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Providing coverage of Alaska and northern Canada's oil and gas industry
May 2017

Vol. 22, No. 21 Week of May 21, 2017

GAO recommends improved BLM data management

The Government Accountability Office has recommended that the Bureau of Land Management improve its management and tracking of data relating to the environmental impacts of permitted oil and gas operations on federal lands. In a newly published report GAO says that, although BLM has a process for approving exceptions to environmental mitigation measures when issuing permits, procedures for these approvals are inconsistent across the agency’s field offices and the agency has no policy for consistently tracking exception requests. As a consequence, BLM may be unable to provide reasonable assurance that it is meeting its environmental responsibilities, GAO says.

Moreover, whereas BLM requires certain key practices in conjunction with permitted activities, the agency does not consistently document the results of its inspections, conducted to ensure that these practices are carried out. The key practices relate to issues such as standards for road construction, the use of secondary containment for protection against oil spills, and the reclamation of impacted land. In the absence of detailed information about inspection results or the effective use of data from inspections, BLM cannot fully assess the effectiveness of its best management practices policy, GAO says.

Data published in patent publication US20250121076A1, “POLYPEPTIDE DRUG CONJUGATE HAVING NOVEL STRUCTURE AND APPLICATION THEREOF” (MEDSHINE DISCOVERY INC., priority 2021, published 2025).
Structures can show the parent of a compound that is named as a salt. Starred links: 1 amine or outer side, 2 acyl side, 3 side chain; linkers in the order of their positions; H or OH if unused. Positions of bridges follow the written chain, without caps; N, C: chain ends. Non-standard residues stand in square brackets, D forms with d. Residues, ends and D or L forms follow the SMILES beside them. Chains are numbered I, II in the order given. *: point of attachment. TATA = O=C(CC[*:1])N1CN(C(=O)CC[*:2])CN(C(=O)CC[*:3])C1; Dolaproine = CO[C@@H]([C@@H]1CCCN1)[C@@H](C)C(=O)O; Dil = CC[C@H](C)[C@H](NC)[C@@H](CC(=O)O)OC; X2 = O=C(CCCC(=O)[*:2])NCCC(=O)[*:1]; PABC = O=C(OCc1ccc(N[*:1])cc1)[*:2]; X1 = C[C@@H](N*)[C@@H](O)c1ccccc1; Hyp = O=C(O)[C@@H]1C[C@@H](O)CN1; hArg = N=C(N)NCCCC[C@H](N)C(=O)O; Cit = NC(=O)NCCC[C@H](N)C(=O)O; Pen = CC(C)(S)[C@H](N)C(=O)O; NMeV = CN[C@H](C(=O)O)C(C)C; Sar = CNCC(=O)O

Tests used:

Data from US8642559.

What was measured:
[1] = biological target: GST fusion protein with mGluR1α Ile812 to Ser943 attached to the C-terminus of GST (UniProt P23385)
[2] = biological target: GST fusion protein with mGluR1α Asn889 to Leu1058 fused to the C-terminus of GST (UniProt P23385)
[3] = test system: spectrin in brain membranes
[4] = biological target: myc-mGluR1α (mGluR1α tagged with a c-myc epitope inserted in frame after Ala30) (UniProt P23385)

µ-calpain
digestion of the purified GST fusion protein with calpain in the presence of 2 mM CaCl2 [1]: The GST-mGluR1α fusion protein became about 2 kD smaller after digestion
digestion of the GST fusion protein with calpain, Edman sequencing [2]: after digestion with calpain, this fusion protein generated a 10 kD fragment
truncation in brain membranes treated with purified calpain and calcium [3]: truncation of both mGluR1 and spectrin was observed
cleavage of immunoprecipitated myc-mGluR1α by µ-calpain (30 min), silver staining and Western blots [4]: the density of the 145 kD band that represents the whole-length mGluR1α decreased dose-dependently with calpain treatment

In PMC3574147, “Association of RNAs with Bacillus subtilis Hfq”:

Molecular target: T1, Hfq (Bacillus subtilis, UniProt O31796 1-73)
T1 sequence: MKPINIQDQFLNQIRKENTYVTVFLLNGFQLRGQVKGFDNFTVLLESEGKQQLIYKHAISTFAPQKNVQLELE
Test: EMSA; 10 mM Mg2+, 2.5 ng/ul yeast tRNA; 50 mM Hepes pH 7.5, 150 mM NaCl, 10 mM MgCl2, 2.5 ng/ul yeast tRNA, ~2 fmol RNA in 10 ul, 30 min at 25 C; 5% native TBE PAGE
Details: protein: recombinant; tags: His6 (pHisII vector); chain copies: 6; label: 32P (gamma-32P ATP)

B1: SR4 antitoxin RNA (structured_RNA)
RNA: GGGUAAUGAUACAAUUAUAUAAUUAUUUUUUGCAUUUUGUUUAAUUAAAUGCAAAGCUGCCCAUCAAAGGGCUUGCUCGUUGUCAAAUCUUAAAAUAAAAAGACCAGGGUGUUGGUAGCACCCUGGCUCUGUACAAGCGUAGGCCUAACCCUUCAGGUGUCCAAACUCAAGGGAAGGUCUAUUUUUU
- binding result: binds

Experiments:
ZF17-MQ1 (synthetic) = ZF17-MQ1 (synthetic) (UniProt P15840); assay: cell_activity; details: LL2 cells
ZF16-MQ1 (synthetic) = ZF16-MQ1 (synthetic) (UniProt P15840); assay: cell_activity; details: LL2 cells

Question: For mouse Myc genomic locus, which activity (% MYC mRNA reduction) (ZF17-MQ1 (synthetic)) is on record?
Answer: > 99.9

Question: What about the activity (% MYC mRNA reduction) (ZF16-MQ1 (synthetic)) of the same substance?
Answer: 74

GAO has made a series of recommendations for BLM, including the development of bureau-wide written procedures for making exception decisions during permitting; the making of exception decisions public; and the clarification of guidance for documenting the results of environmental inspections. Field offices also need guidance on the collection and use of field inspection data, GAO says.

BLM has in general concurred with the GAO recommendations. However, the agency has expressed concern over the possibility of public involvement in the permit exception decision making process. Exception requests are available to the public but public involvement in the exception process would require a formal rule change, BLM says. The public can currently review and comment on documents relating to exception requests, including land planning and National Environmental Policy Act documents, the agency says.

- ALAN BAILEY






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